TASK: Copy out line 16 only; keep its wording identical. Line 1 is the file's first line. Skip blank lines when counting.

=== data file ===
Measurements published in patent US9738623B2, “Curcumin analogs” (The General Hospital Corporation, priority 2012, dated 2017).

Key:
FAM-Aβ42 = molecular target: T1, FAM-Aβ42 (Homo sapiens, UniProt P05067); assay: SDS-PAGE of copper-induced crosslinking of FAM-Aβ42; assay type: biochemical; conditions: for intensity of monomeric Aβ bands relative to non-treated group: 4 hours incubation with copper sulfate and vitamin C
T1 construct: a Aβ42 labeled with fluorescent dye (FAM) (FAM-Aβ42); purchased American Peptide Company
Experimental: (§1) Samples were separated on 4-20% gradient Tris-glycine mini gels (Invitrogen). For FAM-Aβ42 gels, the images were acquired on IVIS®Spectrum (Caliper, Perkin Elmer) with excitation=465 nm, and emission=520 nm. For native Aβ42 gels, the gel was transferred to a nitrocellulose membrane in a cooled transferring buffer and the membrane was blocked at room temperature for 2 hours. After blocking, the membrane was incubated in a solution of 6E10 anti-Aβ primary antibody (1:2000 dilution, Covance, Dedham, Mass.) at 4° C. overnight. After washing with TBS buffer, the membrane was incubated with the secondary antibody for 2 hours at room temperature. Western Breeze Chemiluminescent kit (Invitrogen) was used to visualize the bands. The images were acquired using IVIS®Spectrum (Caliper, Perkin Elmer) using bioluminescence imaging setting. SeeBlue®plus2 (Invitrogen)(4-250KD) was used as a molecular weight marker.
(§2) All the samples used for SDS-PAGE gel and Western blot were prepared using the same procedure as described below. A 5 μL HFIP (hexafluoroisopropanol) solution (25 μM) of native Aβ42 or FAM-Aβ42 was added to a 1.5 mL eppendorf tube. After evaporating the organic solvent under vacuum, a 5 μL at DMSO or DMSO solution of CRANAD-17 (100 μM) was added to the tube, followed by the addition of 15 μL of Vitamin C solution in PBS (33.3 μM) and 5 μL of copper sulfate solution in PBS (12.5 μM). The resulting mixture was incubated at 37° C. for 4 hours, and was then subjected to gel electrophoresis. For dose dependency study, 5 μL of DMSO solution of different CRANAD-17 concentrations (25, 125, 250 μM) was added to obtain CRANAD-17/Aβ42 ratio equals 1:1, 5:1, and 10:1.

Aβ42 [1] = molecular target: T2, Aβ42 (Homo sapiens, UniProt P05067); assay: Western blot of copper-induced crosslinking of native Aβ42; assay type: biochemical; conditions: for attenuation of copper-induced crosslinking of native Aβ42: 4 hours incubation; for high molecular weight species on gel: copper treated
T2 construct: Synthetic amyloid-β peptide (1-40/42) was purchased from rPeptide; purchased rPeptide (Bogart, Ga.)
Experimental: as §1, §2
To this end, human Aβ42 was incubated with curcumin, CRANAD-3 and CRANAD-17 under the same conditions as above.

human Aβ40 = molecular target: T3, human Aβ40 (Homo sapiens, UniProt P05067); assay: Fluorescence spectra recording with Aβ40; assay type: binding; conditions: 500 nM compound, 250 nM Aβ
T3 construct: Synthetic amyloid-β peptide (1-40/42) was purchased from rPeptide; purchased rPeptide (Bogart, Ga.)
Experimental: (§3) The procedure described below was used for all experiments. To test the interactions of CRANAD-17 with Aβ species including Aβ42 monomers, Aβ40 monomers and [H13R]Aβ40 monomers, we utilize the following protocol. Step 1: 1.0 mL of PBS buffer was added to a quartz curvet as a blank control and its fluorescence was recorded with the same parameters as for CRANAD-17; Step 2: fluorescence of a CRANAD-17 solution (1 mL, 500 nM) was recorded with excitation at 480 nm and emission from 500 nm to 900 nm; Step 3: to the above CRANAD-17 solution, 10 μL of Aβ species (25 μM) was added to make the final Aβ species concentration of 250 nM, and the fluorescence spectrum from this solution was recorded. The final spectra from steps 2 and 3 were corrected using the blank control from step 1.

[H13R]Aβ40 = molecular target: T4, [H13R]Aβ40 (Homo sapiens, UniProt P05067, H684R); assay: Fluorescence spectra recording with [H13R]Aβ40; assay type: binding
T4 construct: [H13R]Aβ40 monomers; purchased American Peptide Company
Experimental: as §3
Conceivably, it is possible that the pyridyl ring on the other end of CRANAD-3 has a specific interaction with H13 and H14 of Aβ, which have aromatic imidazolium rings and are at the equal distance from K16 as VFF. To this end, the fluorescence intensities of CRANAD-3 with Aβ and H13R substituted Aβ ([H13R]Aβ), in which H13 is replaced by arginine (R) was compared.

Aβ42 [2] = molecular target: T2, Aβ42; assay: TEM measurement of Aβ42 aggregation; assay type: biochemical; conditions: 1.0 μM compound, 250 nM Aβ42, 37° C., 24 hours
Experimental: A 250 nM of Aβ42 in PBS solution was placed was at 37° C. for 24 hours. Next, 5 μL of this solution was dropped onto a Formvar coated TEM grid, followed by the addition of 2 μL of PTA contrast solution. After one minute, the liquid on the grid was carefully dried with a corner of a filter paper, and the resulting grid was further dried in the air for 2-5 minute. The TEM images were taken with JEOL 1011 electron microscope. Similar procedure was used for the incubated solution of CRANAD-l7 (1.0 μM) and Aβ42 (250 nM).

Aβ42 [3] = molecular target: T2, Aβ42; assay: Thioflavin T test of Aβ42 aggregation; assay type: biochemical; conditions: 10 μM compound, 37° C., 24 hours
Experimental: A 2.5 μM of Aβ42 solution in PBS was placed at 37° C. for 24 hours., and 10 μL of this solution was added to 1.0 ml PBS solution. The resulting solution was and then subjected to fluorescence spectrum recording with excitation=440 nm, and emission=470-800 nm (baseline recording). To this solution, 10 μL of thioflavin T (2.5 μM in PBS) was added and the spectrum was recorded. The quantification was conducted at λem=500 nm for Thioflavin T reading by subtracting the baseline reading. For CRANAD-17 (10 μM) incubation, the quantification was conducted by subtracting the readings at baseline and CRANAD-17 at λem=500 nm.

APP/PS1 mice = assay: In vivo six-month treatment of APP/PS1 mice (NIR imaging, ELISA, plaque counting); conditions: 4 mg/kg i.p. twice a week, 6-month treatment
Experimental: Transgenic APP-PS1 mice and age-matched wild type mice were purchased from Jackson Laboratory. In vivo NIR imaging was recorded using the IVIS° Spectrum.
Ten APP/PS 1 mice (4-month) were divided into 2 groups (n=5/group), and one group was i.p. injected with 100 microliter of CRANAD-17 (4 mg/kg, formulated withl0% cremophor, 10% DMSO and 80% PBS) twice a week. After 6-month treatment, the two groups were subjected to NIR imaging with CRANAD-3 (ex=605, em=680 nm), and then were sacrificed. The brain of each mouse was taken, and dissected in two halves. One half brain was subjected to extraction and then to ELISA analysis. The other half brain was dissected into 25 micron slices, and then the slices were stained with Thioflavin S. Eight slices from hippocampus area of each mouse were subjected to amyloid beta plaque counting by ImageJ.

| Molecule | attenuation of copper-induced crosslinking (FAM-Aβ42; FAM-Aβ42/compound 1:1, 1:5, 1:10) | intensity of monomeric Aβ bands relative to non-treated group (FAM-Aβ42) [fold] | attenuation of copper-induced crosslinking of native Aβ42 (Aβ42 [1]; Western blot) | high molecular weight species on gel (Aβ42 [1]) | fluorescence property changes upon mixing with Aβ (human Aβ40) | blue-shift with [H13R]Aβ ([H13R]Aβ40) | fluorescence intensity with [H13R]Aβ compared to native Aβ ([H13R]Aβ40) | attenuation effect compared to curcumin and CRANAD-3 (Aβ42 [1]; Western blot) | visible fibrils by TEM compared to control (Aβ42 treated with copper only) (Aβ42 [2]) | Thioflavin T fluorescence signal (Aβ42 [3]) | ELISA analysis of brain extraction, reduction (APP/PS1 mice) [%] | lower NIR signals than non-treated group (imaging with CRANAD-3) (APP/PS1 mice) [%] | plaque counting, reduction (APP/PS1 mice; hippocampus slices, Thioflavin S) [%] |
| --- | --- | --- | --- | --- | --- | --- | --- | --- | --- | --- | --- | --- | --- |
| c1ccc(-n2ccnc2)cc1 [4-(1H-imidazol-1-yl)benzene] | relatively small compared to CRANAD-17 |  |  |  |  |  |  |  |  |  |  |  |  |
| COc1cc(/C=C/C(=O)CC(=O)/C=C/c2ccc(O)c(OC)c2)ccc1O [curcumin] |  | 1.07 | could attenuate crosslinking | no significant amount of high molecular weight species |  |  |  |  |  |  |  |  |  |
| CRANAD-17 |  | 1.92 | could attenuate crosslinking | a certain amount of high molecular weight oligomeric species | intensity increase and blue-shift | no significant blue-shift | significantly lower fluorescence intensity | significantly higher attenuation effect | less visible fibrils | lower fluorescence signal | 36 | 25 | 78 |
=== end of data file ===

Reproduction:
Experimental: as §3